Evidence DID NOT support by a preponderance of the evidence that the Respondent wrongfully used marijuana. Client FULLY RETAINED.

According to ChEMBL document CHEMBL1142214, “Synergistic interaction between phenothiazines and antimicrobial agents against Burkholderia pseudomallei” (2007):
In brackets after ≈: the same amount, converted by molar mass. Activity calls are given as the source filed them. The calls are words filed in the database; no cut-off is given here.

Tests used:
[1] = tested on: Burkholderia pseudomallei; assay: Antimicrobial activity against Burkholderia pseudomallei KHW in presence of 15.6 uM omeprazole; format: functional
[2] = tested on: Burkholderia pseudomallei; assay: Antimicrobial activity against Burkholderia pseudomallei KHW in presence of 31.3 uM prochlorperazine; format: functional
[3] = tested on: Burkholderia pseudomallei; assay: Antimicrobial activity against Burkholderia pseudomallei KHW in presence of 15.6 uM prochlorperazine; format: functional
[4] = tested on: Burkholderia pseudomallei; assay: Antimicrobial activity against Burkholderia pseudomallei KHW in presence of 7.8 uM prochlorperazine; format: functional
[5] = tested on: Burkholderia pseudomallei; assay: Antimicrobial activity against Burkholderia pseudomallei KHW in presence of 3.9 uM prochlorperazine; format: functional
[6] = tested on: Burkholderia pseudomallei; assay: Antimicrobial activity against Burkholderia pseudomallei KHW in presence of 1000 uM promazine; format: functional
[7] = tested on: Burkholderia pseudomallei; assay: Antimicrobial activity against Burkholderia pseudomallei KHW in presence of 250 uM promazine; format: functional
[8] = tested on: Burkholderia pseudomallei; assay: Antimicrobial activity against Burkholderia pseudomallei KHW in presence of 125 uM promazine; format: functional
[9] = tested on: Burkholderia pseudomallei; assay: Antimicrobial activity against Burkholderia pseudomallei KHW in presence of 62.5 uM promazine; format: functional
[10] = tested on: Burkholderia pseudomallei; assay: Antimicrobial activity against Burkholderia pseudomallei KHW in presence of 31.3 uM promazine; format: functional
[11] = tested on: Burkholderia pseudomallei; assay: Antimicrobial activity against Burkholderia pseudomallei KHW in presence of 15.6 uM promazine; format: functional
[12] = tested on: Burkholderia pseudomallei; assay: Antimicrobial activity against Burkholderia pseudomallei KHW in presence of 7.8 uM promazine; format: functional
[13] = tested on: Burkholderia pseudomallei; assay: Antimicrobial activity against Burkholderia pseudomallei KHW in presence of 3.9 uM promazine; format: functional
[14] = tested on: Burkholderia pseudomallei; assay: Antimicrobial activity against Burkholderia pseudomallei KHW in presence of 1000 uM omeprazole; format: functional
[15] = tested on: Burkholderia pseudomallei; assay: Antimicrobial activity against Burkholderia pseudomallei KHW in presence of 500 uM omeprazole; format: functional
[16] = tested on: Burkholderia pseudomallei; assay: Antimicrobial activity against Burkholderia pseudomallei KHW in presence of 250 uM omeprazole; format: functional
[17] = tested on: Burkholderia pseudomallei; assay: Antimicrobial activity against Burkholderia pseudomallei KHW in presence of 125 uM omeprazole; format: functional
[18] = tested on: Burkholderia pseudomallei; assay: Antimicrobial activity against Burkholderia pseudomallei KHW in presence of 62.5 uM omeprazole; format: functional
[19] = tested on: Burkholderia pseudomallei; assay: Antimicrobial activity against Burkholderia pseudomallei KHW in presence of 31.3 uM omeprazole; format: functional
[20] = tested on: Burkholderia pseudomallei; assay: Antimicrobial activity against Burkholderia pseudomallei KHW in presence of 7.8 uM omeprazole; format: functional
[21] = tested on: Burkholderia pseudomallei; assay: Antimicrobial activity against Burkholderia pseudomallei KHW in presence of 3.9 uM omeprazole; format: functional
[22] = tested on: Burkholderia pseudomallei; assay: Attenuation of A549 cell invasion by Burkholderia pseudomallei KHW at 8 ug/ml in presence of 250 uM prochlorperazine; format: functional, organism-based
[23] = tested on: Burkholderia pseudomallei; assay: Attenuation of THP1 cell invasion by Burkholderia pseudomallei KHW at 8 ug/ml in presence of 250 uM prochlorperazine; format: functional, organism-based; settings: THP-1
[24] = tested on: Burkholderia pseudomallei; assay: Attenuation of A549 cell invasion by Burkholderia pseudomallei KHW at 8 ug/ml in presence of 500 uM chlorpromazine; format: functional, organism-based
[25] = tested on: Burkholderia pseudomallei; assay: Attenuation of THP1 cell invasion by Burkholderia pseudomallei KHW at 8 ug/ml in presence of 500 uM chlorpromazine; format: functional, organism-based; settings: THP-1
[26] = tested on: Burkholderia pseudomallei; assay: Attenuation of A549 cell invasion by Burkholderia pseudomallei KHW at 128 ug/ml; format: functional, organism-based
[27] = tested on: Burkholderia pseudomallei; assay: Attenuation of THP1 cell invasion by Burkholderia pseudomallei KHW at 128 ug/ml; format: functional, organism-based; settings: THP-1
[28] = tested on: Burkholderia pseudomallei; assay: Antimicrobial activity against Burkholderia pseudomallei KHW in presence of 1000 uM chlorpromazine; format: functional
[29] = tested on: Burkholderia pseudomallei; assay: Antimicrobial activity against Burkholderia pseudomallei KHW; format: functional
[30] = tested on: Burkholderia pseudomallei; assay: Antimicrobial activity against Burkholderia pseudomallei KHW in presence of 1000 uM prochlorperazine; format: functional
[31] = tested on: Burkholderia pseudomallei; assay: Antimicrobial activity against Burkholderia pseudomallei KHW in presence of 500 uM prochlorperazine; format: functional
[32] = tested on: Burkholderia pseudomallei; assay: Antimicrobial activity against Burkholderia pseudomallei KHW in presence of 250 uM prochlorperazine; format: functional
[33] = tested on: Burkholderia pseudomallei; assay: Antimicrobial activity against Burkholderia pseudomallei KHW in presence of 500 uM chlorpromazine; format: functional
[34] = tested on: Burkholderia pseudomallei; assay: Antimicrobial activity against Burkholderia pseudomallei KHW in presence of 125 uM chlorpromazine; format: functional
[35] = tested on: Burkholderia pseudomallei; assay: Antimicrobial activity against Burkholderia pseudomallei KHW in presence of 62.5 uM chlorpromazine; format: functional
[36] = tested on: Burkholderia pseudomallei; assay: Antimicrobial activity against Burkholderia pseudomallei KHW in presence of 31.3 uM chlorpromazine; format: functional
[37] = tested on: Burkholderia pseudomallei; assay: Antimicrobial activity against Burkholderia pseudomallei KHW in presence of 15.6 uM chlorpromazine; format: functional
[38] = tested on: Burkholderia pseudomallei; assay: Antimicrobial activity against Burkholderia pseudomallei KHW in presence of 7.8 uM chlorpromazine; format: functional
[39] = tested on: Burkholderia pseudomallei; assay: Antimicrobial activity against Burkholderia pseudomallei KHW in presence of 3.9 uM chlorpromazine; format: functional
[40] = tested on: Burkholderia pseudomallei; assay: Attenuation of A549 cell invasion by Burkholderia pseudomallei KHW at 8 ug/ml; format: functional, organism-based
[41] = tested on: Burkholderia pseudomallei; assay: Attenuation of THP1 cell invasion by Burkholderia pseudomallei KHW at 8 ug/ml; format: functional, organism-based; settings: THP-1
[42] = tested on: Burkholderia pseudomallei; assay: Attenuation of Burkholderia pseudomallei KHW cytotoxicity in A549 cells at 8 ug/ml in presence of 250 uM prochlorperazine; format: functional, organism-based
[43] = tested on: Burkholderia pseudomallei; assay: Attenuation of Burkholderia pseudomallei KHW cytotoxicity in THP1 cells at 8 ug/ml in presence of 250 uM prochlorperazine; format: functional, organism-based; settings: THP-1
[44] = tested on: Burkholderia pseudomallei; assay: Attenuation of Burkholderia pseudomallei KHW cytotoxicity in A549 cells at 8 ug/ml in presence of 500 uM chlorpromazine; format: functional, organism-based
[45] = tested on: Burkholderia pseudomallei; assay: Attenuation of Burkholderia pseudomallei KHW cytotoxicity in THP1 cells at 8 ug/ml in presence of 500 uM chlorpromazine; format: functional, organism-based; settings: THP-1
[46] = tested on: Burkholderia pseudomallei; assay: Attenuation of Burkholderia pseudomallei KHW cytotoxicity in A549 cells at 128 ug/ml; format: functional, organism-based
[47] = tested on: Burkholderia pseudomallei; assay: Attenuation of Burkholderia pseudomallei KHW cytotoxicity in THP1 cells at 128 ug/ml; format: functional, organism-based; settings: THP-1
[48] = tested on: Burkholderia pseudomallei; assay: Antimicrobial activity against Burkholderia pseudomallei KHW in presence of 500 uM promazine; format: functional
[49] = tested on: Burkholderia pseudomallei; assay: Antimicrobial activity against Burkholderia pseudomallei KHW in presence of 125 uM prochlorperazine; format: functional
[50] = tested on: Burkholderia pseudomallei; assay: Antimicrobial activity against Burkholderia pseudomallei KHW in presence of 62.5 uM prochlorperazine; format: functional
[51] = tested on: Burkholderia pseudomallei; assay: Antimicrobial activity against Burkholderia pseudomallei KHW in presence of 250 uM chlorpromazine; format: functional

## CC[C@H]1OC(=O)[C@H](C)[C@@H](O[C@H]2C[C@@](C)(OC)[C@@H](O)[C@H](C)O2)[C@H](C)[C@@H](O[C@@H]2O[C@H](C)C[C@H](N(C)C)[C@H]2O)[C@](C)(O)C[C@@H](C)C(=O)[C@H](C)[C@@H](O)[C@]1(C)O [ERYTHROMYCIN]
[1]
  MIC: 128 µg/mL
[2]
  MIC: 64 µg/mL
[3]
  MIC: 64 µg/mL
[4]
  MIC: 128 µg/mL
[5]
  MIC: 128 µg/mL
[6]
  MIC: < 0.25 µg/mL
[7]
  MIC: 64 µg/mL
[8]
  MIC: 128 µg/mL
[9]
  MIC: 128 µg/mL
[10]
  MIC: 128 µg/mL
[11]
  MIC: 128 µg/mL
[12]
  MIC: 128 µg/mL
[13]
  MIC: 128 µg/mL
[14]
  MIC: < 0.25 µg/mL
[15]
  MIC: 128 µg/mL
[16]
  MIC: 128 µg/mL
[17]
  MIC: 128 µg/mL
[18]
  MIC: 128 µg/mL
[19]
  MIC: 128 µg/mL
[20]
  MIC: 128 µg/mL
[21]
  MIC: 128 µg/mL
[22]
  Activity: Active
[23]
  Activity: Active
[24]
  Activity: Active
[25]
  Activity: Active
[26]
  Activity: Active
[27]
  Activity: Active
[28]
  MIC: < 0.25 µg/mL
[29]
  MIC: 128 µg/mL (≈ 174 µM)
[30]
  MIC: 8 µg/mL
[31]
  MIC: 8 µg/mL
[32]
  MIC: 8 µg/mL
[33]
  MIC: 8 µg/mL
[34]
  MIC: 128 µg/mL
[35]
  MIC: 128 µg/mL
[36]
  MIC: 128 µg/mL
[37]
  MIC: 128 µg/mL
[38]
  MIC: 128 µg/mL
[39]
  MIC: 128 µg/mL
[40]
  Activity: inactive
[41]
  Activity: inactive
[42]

May 2, 2017, U.S. v. E-5, United States Air Force, Nellis AFB, Nevada. Staff Sergeant is accused of the wrongful use of marijuana when he pops hot on a urinalysis test for THC. Staff Sergeant denies intentional use, stating that he must have innocently ingested when he frequented hookah lounges that must have had unclean or dirty hookahs with THC residue. Govt does not believe him and issues him an Article 15, which would result in his separation from the Air Force. Staff Sergeant turns down the Article 15 and opts for court-martial. His command denies him the court-martial and instead gives him a reprimand and initiates a separation board, citing not just the alleged drug use but also 3 PT failures resulting in an administrative demotion. The command conveniently decided to demote Staff Sergeant to Senior Airman within 24 hours of the board. Staff Sergeant retains Mr. Gapasin to represent him. Gapasin investigates the claims of his client and recognizes a viable defense. THC is apparently a “sticky” drug that can easily cling to plastic or glass. Moisture, such as that in a hookah, would add to the “stickiness” of THC. During the board, the Government's own expert agreed with Gapasin, that the low THC levels from the client's UA did support the “inadvertent” ingestion of THC residue from a dirty or unwashed hookah. Additional evidence put on by Gapasin indicated that his client had gone to a hookah lounge within days of his UA resulting in the positive result of 20 ng/mL of THC. The evidence presented supported Gapasin's defense. The board comprised of officers all agreed. RESULT: Evidence DID NOT support by a preponderance of the evidence that the Respondent wrongfully used marijuana. Client FULLY RETAINED.